Men have the dominant role in society. A matriarchal tradition afforded women some rights, especially in terms of landholding. Societal discrimination against women was most apparent in rural areas where women had farming and childrearing duties and fewer opportunities for education and wage employment. The status of women improved in the major towns, where growing numbers of women were in the labor force and generally earned wages comparable to those of men engaged in similar work; however, few women held positions of responsibility in business. The Constitution provides for equality of persons, and in general inheritance and property rights do not discriminate against women. For example, the house that the father of the bride traditionally provides to the couple at the time of their marriage remains her property in the event of divorce.
The Government has not taken any specific action to protect or promote children's welfare. Legal provisions that address the rights and welfare of children were not enforced because of a lack of inspectors.
Education was compulsory until the age of 10; however, attendance was not enforced. According to a 2002 UNICEF study, an estimated 69 percent of children attended primary school, while only 34 percent attended secondary school; 55 percent of boys attended school, and 45 percent of girls attended school.
Child abuse was rare but occurred.
Child prostitution and child pornography are illegal. Unmarried children under the age of 13 were considered minors, and they were protected legally from sexual exploitation, prostitution, and pornography.
Persons with Disabilities
There was no discrimination against persons with disabilities in employment, education, or in the provision of other state services; however, there were no laws that mandate access to buildings for persons with disabilities.
6. Worker Rights
a. The Right of Association
The Constitution provides for the right to unionize, and the Government has not prevented industries from unionizing. Most of the population was engaged in farming on small land holdings, subsistence fishing, and petty commerce. The wage labor force numbered less than 7,000 including government employees and less than 2,000 excluding them. Teachers, civil servants, and dockworkers were unionized. Unions were independent of the Government.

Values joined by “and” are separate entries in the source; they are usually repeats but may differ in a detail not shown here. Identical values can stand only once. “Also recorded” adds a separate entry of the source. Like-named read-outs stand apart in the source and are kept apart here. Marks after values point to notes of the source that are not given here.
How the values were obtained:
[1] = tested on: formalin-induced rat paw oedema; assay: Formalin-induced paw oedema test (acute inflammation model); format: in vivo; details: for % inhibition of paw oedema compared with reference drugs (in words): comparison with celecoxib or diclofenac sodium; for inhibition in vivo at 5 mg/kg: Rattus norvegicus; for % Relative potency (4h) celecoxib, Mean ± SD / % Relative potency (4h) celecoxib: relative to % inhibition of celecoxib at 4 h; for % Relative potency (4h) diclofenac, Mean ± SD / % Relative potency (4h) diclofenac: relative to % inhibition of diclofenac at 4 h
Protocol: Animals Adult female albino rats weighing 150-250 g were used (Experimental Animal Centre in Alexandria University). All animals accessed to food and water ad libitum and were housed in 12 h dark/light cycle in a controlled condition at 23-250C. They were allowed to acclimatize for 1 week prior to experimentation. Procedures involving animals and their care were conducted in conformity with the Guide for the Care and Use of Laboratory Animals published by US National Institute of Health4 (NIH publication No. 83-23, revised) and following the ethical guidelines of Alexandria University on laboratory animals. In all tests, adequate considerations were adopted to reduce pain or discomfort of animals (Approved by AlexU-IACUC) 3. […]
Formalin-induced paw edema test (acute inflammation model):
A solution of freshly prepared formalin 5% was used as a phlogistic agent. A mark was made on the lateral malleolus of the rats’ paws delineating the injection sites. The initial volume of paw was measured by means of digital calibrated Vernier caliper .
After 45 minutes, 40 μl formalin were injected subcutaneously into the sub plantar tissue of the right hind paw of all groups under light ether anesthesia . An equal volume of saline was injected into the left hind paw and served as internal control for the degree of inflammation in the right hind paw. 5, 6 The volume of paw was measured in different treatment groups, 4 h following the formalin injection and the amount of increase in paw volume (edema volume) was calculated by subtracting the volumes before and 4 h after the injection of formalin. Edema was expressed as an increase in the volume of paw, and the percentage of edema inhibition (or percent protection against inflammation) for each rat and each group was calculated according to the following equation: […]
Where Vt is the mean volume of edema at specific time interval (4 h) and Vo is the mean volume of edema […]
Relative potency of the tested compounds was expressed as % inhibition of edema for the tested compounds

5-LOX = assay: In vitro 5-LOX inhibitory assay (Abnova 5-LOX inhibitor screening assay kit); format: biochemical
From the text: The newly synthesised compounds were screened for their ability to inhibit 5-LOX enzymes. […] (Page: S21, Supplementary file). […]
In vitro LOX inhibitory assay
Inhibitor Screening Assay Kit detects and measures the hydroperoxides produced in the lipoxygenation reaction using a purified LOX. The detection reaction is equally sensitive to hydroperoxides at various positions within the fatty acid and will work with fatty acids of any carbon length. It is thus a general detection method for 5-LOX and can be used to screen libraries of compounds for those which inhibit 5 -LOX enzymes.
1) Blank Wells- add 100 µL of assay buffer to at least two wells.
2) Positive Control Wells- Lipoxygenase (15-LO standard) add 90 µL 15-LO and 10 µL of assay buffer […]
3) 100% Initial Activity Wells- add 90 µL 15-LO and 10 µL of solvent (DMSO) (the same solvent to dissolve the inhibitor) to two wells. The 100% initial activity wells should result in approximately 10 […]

The Labor Code, which was rarely enforced, does not include a system for resolving labor disputes, and it does not prohibit anti-union discrimination by employers.
There were no restrictions on unions joining federations or affiliating with international bodies; however, no union was known to do so.
b. The Right to Organize and Bargain Collectively
The law protects workers from employer interference in their right to organize and administer their unions. Unions have the right to bargain collectively; however, employers set wages in the small private sector, and the Government, especially the Ministries of Finance and Labor, set them in the larger public sector.
The Constitution provides for the right to strike, and the Government generally respected this right in practice. In previous years, government workers, teachers, and hospital workers held strikes primarily because they were not paid for weeks at a time. There was one teachers' strike during the year. There were no laws protecting strikers from retribution, but there were no known instances of retribution.
There are no export processing zones.
c. Prohibition of Forced or Bonded Labor
The Constitution prohibits forced or bonded labor by adults; however, the Government did not prohibit forced and bonded labor by children, and there were some instances in which it occurred (see Section 6.d.).
d. Status of Child Labor Practices and Minimum Age for Employment
The Labor Code defines the minimum age for employment as 15 years of age. The Ministry of Labor had few resources to enforce this provision; however, child labor generally was not a problem due to the general lack of wage employment opportunities. Children generally worked in the informal sector for their families in the subsistence farming and fishing sectors.
Some families placed their children in the homes of others where they worked long hours in exchange for food or shelter. A 2000 UNICEF study found that approximately 15 percent of children worked at jobs for which they were not paid.
The Government has not ratified International Labor Organization Convention 182 on the worst forms of child labor; however, the Government adhered to its provisions in practice.
e. Acceptable Conditions of Work
There was no minimum wage. In previous years, the Government paid workers late or failed to pay them at all; however, during the year, government workers were paid more regularly.
The Labor Code specifies a workweek of 37½ hours with 1 day off per week plus 1 month of paid vacation per year.
There were no safety or health standards for the very small manufacturing sector.
The law protects legal foreign workers; however, there were no such provisions in the law to protect illegal foreign workers.
f. Trafficking in Persons
The law does not prohibit trafficking in persons; however, there were no reports that persons were trafficked to, from, or within the country.